Look, to justify doing something as extreme as the left wants, you better be prepared to make a rock-solid case, and this is the best they can come up with, that we need to change the rules of the Senate because big labor bosses say so; that the left should be allowed to fundamentally change our democracy because the President is only getting nearly everything he wants--nearly everything he wants--rather than everything he wants at the exact moment he wants it? Let's get real here. This is not how a democracy functions.

If this were a Republican President and the shoe were on the other foot, does anyone seriously believe Washington Democrats would be going along with something so utterly preposterous? Of course not. Remember, the current majority leader once said the nuclear option would ``ruin our country.'' That was said by the fellow who sits right over here, the current majority leader of the Senate. And a former Senator from Illinois named Obama said if the Senate broke the rules to change the rules ``the fighting, the bitterness and the gridlock [would] only get worse.'' Boy, he was right about that.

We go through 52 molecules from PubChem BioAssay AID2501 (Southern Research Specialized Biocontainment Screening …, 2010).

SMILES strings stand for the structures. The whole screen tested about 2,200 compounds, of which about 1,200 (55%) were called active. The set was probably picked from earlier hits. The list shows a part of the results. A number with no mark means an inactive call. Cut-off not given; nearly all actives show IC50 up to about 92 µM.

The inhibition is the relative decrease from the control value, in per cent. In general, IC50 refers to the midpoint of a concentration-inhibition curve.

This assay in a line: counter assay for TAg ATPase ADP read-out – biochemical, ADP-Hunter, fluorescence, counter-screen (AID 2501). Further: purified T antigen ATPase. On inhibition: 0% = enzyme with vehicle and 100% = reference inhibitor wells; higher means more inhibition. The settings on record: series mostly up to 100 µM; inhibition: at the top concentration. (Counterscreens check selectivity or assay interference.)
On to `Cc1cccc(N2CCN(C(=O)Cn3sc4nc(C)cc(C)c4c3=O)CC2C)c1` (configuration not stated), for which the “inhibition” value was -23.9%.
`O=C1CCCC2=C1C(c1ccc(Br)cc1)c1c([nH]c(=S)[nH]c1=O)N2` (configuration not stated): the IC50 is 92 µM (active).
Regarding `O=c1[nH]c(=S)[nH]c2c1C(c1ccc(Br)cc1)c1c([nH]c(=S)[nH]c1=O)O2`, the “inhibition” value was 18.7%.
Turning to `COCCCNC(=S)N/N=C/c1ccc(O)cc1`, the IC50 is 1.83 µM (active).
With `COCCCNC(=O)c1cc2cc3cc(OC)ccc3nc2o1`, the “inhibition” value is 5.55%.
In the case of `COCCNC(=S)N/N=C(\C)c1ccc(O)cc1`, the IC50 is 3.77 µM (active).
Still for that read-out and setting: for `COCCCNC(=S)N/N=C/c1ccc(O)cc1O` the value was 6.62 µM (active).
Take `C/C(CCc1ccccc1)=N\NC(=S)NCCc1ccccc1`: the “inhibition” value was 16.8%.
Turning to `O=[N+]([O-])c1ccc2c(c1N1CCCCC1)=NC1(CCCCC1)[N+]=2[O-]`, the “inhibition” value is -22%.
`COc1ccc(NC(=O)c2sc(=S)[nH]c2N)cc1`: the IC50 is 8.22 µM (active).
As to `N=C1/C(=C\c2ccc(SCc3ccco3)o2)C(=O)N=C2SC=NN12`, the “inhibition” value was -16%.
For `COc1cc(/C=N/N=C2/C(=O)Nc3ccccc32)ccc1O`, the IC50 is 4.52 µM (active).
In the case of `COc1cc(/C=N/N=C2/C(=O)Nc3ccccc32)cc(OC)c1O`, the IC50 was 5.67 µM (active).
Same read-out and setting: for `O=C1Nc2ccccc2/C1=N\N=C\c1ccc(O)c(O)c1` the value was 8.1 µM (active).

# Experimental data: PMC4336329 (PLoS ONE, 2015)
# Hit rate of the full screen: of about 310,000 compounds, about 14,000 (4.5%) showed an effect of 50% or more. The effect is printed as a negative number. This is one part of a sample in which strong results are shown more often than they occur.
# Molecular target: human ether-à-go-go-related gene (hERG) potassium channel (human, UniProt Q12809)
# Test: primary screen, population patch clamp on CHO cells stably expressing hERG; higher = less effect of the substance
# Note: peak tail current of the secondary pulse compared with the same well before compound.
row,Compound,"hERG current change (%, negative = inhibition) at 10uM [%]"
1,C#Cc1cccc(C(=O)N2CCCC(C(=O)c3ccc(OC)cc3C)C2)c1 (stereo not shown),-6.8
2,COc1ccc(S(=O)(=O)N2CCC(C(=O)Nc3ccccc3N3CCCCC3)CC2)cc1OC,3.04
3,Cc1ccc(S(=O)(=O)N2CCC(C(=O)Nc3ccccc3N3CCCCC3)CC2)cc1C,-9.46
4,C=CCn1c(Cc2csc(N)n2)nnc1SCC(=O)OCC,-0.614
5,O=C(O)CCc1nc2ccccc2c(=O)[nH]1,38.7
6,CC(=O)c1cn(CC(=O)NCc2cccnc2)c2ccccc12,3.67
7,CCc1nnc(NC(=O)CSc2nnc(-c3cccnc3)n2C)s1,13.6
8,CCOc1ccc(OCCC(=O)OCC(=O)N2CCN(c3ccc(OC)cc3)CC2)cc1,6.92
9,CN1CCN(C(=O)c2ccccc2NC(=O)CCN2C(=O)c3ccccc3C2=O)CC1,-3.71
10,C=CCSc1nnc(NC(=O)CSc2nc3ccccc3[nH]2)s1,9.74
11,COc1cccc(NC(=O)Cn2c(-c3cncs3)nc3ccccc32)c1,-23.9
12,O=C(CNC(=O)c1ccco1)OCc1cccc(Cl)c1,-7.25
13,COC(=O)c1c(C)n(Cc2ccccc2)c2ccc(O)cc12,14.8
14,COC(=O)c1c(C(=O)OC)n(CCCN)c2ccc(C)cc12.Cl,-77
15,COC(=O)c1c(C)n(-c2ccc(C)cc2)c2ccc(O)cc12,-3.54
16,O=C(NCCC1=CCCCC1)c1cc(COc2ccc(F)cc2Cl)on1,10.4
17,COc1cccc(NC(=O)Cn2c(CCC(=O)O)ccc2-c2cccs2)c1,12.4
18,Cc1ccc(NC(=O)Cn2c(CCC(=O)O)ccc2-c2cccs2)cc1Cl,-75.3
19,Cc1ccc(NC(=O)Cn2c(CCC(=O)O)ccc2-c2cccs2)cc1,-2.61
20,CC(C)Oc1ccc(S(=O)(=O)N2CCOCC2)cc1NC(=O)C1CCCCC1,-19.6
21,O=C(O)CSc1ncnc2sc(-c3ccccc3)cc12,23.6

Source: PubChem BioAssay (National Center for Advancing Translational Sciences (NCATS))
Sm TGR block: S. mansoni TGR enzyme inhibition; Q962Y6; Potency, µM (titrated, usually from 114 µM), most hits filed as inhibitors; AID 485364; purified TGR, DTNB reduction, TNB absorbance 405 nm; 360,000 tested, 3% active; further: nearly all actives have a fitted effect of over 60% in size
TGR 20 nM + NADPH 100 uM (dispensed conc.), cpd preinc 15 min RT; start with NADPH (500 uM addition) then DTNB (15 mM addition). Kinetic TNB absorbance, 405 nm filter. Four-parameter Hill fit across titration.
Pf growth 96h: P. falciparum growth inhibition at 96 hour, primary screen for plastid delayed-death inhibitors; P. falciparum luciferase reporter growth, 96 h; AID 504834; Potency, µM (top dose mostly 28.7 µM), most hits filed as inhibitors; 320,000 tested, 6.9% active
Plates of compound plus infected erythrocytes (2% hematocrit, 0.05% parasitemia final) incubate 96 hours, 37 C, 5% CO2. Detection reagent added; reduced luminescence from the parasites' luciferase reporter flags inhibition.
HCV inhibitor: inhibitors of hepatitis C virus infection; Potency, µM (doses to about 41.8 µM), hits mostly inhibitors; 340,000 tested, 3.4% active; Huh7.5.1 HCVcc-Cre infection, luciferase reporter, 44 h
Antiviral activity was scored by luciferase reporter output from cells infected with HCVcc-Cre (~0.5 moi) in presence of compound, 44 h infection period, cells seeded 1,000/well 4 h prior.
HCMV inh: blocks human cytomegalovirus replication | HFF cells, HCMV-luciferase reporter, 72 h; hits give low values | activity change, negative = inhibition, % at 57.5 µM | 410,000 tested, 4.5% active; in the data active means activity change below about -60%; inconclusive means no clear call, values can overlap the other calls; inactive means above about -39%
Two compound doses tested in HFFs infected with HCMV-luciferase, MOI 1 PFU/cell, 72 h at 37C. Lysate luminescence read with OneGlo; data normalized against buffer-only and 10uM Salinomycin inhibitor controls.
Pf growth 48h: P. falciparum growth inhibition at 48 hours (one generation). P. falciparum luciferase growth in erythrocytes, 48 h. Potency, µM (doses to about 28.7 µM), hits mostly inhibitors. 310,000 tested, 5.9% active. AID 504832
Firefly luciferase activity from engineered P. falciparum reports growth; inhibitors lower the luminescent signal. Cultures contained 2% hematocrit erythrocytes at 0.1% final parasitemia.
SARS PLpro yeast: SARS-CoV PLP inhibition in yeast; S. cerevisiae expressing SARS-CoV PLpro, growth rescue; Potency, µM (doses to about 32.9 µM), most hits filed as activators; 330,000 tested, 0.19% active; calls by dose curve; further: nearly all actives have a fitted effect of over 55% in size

What I am saying to President Obama and his friends on the far left is this: The facts show you are getting treated pretty darn well on nominations as it is. But if you would like more confirmed, if, for instance, you want the Senate to confirm your nominees to the NLRB, then don't send us nominees who have already been declared illegal by the courts. We have already said that is not going to happen. You know you can't look Americans in the eye and say you would vote for such a thing if you were in the minority so don't expect us to. But if you send us fresh picks, we will happily give them a fair hearing, just as we have been doing all along with all of the rest of the President's nominees. Almost all of them have been confirmed. Most have been confirmed almost unanimously, because we in America know that majorities of either party will never get absolutely everything they want. That push and pull is the hallmark of a healthy democracy. And one day--maybe not in the too-distant future--when our Democratic friends in the majority are invariably returned to the minority, they will thank us for standing up for those democratic rights.

Madam President, I yield the floor.